20 Oct Breast Cancer Awareness Month
October is recognized as Breast Cancer Awareness Month, and throughout this month, numerous initiatives aim to educate women on prevention measures and actions to take when diagnosed. In this article, we’ll delve into the definition of breast cancer, examine its incidence in the EU, discuss preventive measures, and highlight how fertility preservation can empower women to become moms after successfully overcoming breast cancer.
Breast cancer is a malignant tumor originating from the cells in the breast. Typically, it begins in either the lobules, which are the milk-producing glands, or in the ducts, which are the pathways that help bring the milk from the lobules to the nipple. In rarer cases, breast cancer may develop in the fatty tissue within the breast. Unfortunately, cancer cells frequently invade unaffected breast tissue, and in doing so, they can spread to the lymph nodes located under the arms, which can, in turn, result in even more complications.
In the EU, approximately 1 in 7 women is diagnosed with breast cancer before the age of 74, which makes this type of cancer the most frequently occurring one. In 2020, the region reported over 355 thousand new cases, with the majority of them being among women aged 45-69. In the EU, the highest occurrence per 100,000 women is in Belgium, where it affects between 175 and 194 women, while in countries like France, Ireland, Finland, the Netherlands, and Denmark, it falls between 156 and 175. In Italy, Germany, and Sweden, the range is between 137 and 156.
The good news is that, although certain risk factors are beyond our control, adopting a healthy lifestyle, undergoing regular screenings, and following our doctor’s recommendations can make all the difference. Women who struggle with obesity, for example, have an elevated risk of breast cancer, which is why maintaining a nutrient-rich diet and incorporating regular exercise can help reduce this risk. And while regular mammograms cannot prevent breast cancer, they can assist in early detection. In fact, many doctors recommend annual mammograms for women aged 45 and older. Additionally, it’s important to note that women with a family history of the BRCA1 or BRCA2 gene mutation are at a higher risk of inheriting it, which significantly increases their susceptibility to breast cancer.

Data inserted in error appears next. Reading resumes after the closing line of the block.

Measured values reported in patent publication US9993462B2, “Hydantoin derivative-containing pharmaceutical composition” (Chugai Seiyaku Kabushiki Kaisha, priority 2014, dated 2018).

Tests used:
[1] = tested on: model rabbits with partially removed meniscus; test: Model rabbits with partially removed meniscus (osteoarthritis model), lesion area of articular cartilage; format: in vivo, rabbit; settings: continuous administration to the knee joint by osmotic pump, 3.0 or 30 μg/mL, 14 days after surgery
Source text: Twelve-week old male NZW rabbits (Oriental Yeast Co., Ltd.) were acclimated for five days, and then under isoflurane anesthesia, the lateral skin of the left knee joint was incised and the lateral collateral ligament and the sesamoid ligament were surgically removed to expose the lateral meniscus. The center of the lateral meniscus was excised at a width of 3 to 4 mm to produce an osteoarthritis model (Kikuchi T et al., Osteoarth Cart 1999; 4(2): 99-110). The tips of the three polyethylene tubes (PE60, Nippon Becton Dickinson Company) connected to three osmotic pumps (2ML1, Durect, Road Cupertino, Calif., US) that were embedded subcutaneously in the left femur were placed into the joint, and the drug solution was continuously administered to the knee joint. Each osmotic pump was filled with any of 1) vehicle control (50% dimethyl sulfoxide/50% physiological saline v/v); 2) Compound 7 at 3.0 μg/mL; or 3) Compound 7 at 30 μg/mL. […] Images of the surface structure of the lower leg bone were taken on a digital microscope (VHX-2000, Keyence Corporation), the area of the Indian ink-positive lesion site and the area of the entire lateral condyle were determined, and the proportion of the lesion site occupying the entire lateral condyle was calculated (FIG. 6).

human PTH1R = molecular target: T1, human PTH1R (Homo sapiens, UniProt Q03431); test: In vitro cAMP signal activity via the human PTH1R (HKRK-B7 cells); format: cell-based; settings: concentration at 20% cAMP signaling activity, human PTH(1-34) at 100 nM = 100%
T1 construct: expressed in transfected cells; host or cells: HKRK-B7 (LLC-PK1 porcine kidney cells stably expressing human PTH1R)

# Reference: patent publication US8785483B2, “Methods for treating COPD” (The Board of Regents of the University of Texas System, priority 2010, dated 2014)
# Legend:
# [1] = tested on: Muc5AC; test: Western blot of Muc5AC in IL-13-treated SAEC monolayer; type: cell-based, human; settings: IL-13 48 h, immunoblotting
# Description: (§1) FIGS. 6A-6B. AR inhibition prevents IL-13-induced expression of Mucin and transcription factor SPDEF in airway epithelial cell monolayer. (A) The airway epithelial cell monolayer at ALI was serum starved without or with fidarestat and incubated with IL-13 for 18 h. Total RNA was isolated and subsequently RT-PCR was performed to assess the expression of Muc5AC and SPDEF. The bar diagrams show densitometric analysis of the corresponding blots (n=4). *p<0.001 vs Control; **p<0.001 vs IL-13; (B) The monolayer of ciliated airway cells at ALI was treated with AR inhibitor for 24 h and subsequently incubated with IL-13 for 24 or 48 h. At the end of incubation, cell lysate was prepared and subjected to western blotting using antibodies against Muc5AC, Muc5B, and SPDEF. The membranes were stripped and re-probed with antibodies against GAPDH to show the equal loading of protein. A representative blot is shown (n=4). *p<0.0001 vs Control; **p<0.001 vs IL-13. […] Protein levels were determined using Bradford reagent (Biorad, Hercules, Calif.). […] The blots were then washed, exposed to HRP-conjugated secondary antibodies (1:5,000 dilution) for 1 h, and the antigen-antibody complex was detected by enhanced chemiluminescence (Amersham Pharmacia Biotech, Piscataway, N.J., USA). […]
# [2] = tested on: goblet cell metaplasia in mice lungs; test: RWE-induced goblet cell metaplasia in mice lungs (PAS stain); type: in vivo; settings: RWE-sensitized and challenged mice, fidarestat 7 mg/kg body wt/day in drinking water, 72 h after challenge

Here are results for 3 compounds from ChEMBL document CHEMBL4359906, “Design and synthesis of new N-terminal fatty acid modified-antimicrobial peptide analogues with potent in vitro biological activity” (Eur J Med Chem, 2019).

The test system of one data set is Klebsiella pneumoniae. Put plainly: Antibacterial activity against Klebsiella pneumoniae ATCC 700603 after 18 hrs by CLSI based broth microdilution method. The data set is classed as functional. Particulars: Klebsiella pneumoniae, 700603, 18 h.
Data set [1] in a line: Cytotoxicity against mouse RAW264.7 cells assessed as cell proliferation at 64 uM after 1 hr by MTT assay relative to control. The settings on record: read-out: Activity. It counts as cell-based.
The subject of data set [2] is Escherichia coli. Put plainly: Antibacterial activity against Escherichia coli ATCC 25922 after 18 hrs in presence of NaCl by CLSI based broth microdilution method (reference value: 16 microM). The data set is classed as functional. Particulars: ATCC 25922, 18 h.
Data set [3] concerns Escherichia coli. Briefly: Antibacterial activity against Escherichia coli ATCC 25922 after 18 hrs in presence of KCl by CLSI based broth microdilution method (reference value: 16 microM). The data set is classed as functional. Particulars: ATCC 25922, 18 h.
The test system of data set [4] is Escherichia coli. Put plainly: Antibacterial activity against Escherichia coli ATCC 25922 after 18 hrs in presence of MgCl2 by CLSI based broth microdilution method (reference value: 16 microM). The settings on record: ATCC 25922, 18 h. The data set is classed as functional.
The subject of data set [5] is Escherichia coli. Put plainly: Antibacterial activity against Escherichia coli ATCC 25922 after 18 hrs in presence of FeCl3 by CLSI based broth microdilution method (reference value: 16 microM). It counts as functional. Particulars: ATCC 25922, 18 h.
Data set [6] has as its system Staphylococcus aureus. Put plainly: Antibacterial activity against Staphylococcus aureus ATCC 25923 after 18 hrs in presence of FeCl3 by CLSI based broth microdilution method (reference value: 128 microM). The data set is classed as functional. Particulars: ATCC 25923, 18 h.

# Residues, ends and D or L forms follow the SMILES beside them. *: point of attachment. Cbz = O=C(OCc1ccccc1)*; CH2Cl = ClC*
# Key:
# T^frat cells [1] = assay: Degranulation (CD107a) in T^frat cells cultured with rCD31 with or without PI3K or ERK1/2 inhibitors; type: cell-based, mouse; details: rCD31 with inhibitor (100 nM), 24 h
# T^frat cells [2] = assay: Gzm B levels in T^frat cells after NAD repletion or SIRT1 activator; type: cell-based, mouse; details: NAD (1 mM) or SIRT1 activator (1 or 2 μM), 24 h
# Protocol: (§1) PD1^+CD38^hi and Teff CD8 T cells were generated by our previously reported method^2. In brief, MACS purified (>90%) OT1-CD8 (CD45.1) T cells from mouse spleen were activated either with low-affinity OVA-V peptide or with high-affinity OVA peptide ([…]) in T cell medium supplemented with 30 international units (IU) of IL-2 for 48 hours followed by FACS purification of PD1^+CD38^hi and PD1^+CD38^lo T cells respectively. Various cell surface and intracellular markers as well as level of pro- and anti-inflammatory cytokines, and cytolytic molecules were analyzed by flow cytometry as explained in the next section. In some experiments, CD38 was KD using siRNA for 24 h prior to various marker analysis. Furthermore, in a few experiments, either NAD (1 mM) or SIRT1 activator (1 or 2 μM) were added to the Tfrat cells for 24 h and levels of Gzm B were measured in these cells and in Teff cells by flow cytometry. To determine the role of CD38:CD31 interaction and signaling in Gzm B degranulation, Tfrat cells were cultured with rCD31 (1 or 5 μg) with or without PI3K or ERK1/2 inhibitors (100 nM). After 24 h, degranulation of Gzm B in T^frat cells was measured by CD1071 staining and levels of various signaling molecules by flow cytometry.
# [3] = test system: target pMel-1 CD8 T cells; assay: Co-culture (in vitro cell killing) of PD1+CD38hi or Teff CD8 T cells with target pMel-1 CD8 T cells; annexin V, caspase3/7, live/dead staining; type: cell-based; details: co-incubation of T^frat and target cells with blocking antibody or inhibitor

With all the recent advancements in cancer treatments, however, the number of breast cancer survivors has been steadily increasing. In fact, breast cancer survival rates do not fall below 70% in any one of the EU countries. Still, the importance of fertility preservation for breast cancer patients is frequently disregarded by medical professionals, given that many patients do not openly share their fertility concerns with their healthcare providers.
If you know someone that has recently been diagnosed with breast cancer, but they are still planning on expanding their family in the years to come, we encourage you to introduce them to the fertility preservation options available at Reproclinic. Currently, patients with breast cancer can choose between cryopreserving their oocytes or embryos, and the most suitable option for each patient is determined through an individual consultation between the patient and our medical experts.